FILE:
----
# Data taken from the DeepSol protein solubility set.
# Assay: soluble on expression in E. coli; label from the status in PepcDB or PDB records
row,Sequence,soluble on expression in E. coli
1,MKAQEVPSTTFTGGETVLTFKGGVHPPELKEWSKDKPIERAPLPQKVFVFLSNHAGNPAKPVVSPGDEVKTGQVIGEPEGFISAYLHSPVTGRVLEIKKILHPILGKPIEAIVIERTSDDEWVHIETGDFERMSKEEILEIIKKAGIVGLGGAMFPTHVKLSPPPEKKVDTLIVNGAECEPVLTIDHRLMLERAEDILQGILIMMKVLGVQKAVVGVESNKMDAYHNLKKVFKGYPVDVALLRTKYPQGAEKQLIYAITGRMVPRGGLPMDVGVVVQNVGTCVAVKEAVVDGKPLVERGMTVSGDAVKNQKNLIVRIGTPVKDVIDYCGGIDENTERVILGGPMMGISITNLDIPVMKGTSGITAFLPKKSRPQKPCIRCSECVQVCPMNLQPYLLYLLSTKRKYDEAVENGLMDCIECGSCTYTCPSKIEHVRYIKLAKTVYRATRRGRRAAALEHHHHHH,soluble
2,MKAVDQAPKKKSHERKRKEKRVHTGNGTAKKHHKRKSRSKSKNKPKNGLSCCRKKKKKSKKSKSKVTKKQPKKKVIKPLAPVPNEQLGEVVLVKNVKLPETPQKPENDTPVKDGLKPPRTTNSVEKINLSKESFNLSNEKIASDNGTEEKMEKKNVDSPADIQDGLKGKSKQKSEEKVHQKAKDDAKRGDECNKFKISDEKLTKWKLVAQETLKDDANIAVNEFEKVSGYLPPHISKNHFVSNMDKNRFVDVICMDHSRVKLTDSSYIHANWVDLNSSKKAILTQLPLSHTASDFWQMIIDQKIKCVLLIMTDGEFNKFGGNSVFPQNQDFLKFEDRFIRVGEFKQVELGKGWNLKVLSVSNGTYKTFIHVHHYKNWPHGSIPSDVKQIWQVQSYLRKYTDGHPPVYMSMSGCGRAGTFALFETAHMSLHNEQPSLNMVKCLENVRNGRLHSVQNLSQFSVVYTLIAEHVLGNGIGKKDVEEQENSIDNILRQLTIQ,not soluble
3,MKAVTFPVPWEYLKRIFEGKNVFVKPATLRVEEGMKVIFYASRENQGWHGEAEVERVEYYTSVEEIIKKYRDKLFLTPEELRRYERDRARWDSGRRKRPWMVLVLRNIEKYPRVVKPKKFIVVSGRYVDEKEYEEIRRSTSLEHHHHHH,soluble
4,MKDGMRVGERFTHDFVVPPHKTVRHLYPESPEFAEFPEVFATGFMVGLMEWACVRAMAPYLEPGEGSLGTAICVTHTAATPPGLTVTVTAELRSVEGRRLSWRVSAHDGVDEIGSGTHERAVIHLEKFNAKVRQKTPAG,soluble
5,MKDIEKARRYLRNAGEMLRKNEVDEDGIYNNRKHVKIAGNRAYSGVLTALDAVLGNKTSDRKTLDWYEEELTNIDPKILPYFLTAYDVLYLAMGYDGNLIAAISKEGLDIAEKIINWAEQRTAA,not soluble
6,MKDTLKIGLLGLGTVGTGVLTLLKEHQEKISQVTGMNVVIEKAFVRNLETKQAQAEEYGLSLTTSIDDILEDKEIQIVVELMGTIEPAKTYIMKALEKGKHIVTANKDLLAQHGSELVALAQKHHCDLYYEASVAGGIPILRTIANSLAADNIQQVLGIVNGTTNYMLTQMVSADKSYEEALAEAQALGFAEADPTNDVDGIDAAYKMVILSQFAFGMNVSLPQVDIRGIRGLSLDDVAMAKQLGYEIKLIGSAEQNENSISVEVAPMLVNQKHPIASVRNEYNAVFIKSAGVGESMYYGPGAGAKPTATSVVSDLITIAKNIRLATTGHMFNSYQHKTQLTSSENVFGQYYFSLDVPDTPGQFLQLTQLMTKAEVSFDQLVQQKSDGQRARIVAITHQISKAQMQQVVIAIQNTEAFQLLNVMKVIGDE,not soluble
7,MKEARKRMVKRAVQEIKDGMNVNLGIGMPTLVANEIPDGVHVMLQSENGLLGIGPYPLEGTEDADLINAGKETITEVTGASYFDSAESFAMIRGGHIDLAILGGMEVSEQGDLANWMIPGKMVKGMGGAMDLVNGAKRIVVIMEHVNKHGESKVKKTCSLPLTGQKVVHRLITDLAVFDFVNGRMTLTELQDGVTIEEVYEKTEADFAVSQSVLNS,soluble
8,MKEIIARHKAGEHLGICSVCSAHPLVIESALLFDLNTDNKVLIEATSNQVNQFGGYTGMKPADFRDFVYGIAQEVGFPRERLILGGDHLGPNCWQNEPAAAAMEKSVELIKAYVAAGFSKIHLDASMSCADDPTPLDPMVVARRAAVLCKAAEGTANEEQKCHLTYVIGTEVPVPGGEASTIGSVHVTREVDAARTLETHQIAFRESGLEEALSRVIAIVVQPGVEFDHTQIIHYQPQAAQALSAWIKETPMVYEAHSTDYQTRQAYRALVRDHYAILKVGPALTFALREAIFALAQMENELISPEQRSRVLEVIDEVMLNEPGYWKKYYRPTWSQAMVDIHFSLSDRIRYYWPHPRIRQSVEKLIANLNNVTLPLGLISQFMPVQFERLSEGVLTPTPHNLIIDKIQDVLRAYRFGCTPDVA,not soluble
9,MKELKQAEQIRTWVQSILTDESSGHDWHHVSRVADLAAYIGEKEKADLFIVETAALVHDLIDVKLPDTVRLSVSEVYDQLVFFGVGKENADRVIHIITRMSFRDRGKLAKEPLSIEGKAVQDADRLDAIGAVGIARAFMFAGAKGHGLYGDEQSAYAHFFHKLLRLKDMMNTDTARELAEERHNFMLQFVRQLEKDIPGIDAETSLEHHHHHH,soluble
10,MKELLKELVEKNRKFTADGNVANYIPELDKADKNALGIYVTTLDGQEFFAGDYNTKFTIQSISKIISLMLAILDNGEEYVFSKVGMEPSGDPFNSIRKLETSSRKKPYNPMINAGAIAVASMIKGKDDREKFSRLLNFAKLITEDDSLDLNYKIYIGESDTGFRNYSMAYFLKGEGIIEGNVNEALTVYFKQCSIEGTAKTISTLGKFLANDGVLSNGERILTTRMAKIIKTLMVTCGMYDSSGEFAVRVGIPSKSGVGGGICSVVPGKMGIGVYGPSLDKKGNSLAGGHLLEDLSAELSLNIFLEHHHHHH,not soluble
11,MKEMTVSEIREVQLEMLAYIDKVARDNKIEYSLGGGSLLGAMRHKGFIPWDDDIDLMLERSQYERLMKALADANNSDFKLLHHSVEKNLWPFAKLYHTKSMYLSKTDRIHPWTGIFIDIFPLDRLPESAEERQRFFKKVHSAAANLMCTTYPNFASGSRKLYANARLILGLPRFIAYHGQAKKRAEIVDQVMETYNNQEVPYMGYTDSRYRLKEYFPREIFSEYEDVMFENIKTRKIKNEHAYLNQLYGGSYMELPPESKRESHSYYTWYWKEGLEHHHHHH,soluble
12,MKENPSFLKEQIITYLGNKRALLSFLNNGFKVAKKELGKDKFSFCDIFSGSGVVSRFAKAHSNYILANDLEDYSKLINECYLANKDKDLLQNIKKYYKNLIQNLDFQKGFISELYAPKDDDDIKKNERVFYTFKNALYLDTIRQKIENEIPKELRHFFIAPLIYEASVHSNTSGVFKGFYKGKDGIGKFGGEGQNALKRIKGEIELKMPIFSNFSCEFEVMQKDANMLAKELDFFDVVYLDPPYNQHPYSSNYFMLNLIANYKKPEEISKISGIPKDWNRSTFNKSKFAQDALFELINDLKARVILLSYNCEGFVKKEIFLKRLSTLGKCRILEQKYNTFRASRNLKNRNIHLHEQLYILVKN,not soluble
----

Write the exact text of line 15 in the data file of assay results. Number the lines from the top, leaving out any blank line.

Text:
12,MKENPSFLKEQIITYLGNKRALLSFLNNGFKVAKKELGKDKFSFCDIFSGSGVVSRFAKAHSNYILANDLEDYSKLINECYLANKDKDLLQNIKKYYKNLIQNLDFQKGFISELYAPKDDDDIKKNERVFYTFKNALYLDTIRQKIENEIPKELRHFFIAPLIYEASVHSNTSGVFKGFYKGKDGIGKFGGEGQNALKRIKGEIELKMPIFSNFSCEFEVMQKDANMLAKELDFFDVVYLDPPYNQHPYSSNYFMLNLIANYKKPEEISKISGIPKDWNRSTFNKSKFAQDALFELINDLKARVILLSYNCEGFVKKEIFLKRLSTLGKCRILEQKYNTFRASRNLKNRNIHLHEQLYILVKN,not soluble